Abstract

Mitochondrion plays a significant role in a variety of biological functions. Because of their diverse character and location in the cellular systems, mitochondria commonly get exposed to various extrinsic and intrinsic cellular stresses. The present study reports a novel approach to detection of mitochondrial dysfunction based on tryptophan autofluorescence of its proteins in mouse liver, using laser-induced fluorescence (LIF) as a tool. Mitochondria, isolated from the mouse liver, were initially tested for purity and integrity using lactate dehydrogenase and succinate dehydrogenase (SDH) assays. Mitochondrial stress was induced by treating the isolated mitochondria with heavy metals at 10 and 0.01 mM for sodium arsenite and mercuric chloride, respectively. Upon treatment with the heavy metal, tryptophan autofluorescence quenching was recorded at 281 nm excitation. The functional integrity of the mitochondria treated with heavy metals was evaluated by measuring SDH and cytochrome c oxidase activities at various concentrations of mitochondria, which showed impaired activity as compared to control upto a concentration of 6.25 μg. A significant shift was also observed in the autofluorescence of proteins upto the level below 1 μg, suggesting their conformational change and hence altered structural integrity of mitochondria. Circular dichroism spectroscopy data of the mitochondrial proteins treated with heavy metals further validates their conformational change as compared to untreated control. The present study clearly shows that the LIF can be a novel detection tool to detect altered structural integrity of cellular mitochondria upon stress, and it also possesses the potentiality to combine with other interdisciplinary modalities.

Original languageEnglish
Article numbere201900056
JournalJournal of Biophotonics
Volume12
Issue number11
DOIs
Publication statusPublished - 01-11-2019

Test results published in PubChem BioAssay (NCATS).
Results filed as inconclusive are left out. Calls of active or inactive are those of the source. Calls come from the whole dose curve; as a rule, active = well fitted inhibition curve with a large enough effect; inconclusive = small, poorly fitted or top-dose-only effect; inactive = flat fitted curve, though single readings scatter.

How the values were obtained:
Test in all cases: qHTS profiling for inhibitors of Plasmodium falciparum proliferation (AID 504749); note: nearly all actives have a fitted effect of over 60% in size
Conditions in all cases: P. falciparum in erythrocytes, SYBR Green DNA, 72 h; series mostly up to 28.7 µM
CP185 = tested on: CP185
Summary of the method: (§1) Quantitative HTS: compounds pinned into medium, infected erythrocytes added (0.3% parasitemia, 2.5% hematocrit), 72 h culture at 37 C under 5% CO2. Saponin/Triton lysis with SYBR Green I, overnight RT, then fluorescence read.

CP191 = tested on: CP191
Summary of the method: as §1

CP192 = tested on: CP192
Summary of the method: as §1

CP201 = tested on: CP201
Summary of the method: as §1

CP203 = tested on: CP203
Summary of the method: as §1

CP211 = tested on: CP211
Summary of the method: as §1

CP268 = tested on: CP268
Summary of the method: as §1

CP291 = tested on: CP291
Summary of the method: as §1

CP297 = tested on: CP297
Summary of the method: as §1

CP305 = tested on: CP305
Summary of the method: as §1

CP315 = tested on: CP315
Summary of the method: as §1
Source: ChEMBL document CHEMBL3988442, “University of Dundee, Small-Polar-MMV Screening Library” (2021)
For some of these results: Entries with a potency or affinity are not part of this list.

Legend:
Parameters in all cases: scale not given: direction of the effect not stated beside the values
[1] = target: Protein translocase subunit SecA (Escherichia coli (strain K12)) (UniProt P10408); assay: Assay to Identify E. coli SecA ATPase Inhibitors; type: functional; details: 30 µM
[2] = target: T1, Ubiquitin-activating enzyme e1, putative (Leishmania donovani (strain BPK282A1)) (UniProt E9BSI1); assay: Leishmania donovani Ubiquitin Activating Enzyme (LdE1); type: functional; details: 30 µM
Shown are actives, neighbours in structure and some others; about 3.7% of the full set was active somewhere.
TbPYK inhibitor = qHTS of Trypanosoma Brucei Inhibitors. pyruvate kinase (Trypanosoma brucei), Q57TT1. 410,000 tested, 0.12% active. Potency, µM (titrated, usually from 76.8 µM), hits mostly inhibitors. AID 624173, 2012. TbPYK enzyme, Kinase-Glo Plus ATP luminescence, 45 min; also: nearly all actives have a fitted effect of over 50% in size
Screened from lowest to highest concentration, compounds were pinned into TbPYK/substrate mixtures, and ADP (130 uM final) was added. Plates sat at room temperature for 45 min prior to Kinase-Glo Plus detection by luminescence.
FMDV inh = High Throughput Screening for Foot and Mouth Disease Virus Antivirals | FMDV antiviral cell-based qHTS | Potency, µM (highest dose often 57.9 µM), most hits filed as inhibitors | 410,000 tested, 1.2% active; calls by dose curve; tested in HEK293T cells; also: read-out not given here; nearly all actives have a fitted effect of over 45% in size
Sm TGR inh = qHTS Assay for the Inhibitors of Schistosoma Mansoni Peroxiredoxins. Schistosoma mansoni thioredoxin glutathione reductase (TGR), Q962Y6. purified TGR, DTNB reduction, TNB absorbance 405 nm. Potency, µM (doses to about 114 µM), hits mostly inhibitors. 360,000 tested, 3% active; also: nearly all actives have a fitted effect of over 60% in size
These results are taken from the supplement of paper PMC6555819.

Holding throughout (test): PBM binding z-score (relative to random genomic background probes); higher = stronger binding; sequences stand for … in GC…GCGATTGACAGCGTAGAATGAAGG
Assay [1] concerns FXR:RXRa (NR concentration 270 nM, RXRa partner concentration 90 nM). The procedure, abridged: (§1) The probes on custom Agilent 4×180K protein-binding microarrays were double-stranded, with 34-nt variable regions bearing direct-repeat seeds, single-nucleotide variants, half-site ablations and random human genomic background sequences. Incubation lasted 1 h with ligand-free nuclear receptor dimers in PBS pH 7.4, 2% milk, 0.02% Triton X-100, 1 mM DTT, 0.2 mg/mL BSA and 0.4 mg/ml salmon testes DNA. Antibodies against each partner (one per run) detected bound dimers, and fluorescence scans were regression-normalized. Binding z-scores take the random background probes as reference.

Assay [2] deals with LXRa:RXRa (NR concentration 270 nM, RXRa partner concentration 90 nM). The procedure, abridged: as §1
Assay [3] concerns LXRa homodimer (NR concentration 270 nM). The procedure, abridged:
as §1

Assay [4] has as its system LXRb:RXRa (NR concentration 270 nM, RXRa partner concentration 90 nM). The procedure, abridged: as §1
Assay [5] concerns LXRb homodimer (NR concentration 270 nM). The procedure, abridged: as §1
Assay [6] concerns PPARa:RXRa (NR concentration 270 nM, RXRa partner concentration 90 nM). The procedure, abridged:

Fingerprint

Mitochondria
mitochondria
Lasers
heavy metals
Heavy Metals
integrity
Heavy metals
lasers
dehydrogenases
Succinate Dehydrogenase
tryptophan
Structural integrity
proteins
Proteins
liver
Tryptophan
Liver
laser induced fluorescence
mice
Fluorescence

All Science Journal Classification (ASJC) codes

  • Chemistry(all)
  • Materials Science(all)
  • Biochemistry, Genetics and Molecular Biology(all)
  • Engineering(all)
  • Physics and Astronomy(all)

Cite this

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title = "Detection of mitochondrial dysfunction in vitro by laser-induced autofluorescence",
abstract = "Mitochondrion plays a significant role in a variety of biological functions. Because of their diverse character and location in the cellular systems, mitochondria commonly get exposed to various extrinsic and intrinsic cellular stresses. The present study reports a novel approach to detection of mitochondrial dysfunction based on tryptophan autofluorescence of its proteins in mouse liver, using laser-induced fluorescence (LIF) as a tool. Mitochondria, isolated from the mouse liver, were initially tested for purity and integrity using lactate dehydrogenase and succinate dehydrogenase (SDH) assays. Mitochondrial stress was induced by treating the isolated mitochondria with heavy metals at 10 and 0.01 mM for sodium arsenite and mercuric chloride, respectively. Upon treatment with the heavy metal, tryptophan autofluorescence quenching was recorded at 281 nm excitation. The functional integrity of the mitochondria treated with heavy metals was evaluated by measuring SDH and cytochrome c oxidase activities at various concentrations of mitochondria, which showed impaired activity as compared to control upto a concentration of 6.25 μg. A significant shift was also observed in the autofluorescence of proteins upto the level below 1 μg, suggesting their conformational change and hence altered structural integrity of mitochondria. Circular dichroism spectroscopy data of the mitochondrial proteins treated with heavy metals further validates their conformational change as compared to untreated control. The present study clearly shows that the LIF can be a novel detection tool to detect altered structural integrity of cellular mitochondria upon stress, and it also possesses the potentiality to combine with other interdisciplinary modalities.",